Monday, November 9, 2015

William Goldman

I was eighteen when I read The Princess Bride. Yes, it was a movie, but before that, it was a book, and i read it straight through one weekend after I moved into my first apartment ever, sitting on my bed or in the one chair I owned, munching toast because anything else took too long to make, drinking hot tea, ignoring my freshman biology homework, and read and read and read.

When I was done, I was changed forever. I couldn’t keep it to myself, so I started telling an acquaintance about this great book that I had read, The Princess Bride, and about how the movie part was only a little bit, even though Carol Kane in it is my favorite to this day, that there was so. much. more.

There was the hunt for the book, and the story with the grandfather (Yes, I said, the guy played by Peter Falk), and the fever and the game on the radio. Then later, though, as an adult, the quest for the book, the kid with the bicycle, the wife, the girl by the pool, the late night phone call with a friend, pretending to be unaware of the late hour, all because of the story. The story, the part that they made into a movie, that story.

But the story isn't’ the book, see, because the real part, the part that changed my world, was the parentheticals, the asides, the tale about getting the story, about finding out that the story actually sucked, and about how he wrote the good parts version for his kid because that’s the point, you know, the giving of a story worth reading.

My friend looked at me kind of funny, just drinking in my enthusiasm. I’m pretty certain he didn’t want to say what came next.
“It’s a convention.”
Images of RoVaCon, folks dressed up as Spock and talking with Harlan Ellison jumped into my head. “A convention?”
“Yeah, like in Name of the Rose or a hundred other tales about the finding of a book. The book is made up.”
The autumnal day spun away from me, hard to grasp.
My breathing slowed as I let that sink in.
“O my God!” I yelled as I stood up. “I bet he’s not even married!”

I didn’t read another William Goldman novel for almost a decade. It helped that i didn’t know he had written anything else, of course. But when I was an acquisitions librarian in a private college, one of the circulation librarians asked me to take a couple of the returned books down to be shelved outside my office. As I scanned the location in PS for the spot for the call number of the second book, the title caught my eye from the worn red cloth. Boys and Girls Together, it read, silver letters flaking to dull, the chipboard cover worn, the spine with that malleability that comes of years of fingers turning pages.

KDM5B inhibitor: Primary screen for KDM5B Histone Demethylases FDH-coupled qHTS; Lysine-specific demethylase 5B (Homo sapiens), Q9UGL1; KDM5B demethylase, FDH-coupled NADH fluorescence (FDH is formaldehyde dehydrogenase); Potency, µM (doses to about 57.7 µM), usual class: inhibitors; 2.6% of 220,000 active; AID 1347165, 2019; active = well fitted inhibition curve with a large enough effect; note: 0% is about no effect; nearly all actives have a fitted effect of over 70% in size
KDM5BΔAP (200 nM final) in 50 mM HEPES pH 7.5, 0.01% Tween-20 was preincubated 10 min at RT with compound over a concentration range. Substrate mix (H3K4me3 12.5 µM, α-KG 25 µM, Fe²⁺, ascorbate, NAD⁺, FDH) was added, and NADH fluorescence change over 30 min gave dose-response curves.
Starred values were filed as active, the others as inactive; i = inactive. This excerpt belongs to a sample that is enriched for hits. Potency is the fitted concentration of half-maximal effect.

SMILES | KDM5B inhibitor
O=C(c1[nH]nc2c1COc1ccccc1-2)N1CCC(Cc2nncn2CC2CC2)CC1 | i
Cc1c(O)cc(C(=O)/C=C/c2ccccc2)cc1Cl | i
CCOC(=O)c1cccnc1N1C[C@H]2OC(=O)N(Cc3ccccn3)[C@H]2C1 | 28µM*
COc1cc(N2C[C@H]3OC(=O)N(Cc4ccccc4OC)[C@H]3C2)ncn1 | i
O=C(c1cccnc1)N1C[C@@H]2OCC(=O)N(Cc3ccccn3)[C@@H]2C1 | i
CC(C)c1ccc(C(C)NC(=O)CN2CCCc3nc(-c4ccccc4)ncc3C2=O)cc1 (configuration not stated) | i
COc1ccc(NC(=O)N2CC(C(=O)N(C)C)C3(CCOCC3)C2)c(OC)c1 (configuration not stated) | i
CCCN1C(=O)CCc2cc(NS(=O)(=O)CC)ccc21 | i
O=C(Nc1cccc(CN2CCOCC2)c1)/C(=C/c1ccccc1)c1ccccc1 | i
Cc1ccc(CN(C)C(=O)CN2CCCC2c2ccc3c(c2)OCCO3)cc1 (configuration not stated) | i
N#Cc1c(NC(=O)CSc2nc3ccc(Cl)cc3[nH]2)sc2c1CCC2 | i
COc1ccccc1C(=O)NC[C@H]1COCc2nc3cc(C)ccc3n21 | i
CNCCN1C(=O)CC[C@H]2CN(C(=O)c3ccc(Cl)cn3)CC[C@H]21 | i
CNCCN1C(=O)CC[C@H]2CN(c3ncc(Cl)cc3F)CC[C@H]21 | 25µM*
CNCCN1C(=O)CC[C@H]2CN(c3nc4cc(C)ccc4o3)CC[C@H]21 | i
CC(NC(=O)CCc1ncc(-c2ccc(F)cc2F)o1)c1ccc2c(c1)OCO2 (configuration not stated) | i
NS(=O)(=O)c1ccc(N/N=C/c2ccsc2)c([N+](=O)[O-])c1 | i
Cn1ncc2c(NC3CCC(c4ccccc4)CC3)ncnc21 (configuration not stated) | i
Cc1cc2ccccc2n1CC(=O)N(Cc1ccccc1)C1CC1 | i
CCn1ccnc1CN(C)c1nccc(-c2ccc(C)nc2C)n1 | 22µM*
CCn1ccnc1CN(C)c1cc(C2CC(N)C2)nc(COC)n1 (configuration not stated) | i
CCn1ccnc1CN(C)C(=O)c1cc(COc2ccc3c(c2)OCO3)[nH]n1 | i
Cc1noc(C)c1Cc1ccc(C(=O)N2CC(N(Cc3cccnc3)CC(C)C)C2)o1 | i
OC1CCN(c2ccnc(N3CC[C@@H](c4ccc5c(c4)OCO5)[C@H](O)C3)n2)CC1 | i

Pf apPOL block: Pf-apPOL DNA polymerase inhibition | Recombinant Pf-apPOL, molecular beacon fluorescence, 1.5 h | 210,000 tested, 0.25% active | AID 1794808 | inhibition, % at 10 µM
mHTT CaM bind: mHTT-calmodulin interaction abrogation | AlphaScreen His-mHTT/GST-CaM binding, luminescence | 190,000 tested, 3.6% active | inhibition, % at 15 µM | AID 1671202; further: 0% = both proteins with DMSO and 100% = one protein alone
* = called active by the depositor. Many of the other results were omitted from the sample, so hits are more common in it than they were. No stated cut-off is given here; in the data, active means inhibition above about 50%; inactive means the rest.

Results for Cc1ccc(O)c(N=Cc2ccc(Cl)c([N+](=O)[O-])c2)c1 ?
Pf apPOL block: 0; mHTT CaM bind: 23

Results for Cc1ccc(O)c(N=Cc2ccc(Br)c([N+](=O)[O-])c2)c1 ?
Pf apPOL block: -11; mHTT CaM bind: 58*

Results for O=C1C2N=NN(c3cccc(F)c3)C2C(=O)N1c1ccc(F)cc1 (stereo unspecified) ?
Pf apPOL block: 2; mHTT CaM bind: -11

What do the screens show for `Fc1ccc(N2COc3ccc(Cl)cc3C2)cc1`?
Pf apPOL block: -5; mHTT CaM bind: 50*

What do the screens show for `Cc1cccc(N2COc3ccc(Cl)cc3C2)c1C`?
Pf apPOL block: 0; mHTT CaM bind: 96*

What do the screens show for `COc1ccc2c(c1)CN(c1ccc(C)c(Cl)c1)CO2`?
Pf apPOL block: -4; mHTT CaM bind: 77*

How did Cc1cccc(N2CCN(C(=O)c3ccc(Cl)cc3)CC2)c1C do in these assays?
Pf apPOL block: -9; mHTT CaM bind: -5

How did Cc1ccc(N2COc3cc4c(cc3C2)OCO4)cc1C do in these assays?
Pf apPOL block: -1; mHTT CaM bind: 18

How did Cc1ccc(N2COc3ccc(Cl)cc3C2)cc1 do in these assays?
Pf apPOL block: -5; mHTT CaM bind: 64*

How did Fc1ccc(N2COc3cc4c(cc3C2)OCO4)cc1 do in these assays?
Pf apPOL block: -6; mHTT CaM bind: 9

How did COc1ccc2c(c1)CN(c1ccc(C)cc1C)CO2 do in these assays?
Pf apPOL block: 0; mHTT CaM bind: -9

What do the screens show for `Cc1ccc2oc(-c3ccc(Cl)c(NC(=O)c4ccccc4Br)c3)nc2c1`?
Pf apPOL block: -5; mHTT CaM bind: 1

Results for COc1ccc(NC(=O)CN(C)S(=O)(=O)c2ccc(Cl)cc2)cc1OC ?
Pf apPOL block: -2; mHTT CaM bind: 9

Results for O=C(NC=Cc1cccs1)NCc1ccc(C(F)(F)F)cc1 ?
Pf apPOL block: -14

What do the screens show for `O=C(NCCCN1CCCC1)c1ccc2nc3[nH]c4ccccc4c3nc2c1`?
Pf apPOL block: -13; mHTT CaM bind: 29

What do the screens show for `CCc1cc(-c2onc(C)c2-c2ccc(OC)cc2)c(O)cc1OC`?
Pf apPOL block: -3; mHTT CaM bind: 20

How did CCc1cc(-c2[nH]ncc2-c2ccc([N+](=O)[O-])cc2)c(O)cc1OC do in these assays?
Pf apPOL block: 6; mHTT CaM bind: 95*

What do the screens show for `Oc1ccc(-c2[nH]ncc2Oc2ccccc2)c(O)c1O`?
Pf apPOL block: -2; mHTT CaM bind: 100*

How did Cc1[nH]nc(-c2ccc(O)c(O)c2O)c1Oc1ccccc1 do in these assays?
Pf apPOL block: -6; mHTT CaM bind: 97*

William Goldman. The name on the cover broke my heart like seeing a picture of a high school sweetheart as his twenty year reunion, beautiful wife on his arm. I took the book into my office, thinking I would just give it a glance.

Two days later I came upstairs with the book, most of my reports and correspondence unattended, and slipped off to kinko’s to photocopy the pages. The pages that anyone who has ever loved or been loved or wanted to be loved knows immediately, the pages that I had to send to someone, because they were just that good, because they couldn’t be kept to myself. I slipped the pages and the book back in my backpack, walked back into work as if nothing was going on. I highlighted and wrote all over the pages, folded them up and sent them off (you know, in an envelope, with a stamp, at the post office), because they simply had to be shared.
I finished the book that afternoon and placed it on the shelf outside my office, where it belonged.

I didn’t read another William Goldman novel for twenty years, mostly because I didn’t know he had written any. This evening I started Magic, a little hesitant to open it, afraid that the magical, personal, I-know-who-you-are voice that I found in The Princess Bride and in Boys and Girls Together wouldn’t be there.

The first paragraph allayed my fears, and I’ve spent the last ninety minutes, captivated, so certain of the magic that Magic would bring that I started reading it aloud to my partner, who fell asleep snuggled up on me on the couch, but that’s okay. I put a bookmark in the spot where he started to snooze and I'll keep reading, probably late into the night and into tomorrow. There is plenty of toast.

I’m just now starting chapter 8, but I can promise you that already there are pages that have to be shared, have to be experienced, that just can’t be kept to myself.

William Goldman, I love your voice.